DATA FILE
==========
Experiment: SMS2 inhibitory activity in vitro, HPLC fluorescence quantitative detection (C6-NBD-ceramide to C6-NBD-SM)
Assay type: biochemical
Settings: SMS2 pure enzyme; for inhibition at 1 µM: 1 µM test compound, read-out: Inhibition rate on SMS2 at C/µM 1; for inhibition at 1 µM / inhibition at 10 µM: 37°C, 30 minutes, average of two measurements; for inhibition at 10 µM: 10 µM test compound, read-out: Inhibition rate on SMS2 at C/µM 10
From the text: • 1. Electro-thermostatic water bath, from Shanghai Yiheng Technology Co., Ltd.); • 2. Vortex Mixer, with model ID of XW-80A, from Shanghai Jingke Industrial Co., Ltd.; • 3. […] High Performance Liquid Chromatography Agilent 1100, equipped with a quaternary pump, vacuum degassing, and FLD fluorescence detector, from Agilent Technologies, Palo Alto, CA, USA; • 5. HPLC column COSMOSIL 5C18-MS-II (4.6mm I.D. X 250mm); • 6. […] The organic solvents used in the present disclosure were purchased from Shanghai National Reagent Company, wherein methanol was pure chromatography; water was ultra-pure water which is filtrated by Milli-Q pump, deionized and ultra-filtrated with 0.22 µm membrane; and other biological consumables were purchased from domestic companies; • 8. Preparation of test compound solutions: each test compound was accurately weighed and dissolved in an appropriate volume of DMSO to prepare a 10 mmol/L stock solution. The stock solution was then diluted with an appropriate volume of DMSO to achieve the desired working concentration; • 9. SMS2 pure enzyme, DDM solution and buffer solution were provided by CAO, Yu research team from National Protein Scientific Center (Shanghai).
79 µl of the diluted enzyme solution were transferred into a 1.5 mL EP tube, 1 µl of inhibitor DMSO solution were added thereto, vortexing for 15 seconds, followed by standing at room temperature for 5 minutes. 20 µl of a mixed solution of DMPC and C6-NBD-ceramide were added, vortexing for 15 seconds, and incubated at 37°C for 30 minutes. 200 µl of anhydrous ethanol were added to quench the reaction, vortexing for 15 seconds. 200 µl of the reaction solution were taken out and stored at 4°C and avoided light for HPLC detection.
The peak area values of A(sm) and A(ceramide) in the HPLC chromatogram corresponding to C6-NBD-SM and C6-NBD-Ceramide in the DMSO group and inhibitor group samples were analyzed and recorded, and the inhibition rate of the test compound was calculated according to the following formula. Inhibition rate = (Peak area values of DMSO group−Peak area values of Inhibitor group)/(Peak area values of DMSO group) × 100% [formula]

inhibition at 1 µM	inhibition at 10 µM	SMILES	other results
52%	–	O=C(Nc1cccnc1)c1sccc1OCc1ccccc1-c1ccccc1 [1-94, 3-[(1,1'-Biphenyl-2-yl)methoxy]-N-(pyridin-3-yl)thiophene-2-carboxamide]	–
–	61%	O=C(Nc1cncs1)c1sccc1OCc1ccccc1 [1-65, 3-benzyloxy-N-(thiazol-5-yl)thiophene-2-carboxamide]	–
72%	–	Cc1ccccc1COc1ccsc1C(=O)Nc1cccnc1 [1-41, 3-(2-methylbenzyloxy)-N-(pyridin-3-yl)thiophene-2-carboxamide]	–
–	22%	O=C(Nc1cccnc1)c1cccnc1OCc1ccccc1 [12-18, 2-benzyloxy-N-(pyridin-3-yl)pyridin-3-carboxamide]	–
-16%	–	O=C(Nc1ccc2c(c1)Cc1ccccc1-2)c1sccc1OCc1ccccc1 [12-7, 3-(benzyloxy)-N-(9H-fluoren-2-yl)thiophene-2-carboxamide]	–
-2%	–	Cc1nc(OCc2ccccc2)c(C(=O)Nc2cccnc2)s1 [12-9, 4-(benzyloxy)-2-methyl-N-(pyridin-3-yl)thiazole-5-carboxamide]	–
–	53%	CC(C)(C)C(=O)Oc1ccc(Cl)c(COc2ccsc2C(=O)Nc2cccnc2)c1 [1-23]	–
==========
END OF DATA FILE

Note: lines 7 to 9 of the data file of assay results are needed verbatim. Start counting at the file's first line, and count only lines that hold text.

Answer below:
inhibition at 1 µM	inhibition at 10 µM	SMILES	other results
52%	–	O=C(Nc1cccnc1)c1sccc1OCc1ccccc1-c1ccccc1 [1-94, 3-[(1,1'-Biphenyl-2-yl)methoxy]-N-(pyridin-3-yl)thiophene-2-carboxamide]	–
–	61%	O=C(Nc1cncs1)c1sccc1OCc1ccccc1 [1-65, 3-benzyloxy-N-(thiazol-5-yl)thiophene-2-carboxamide]	–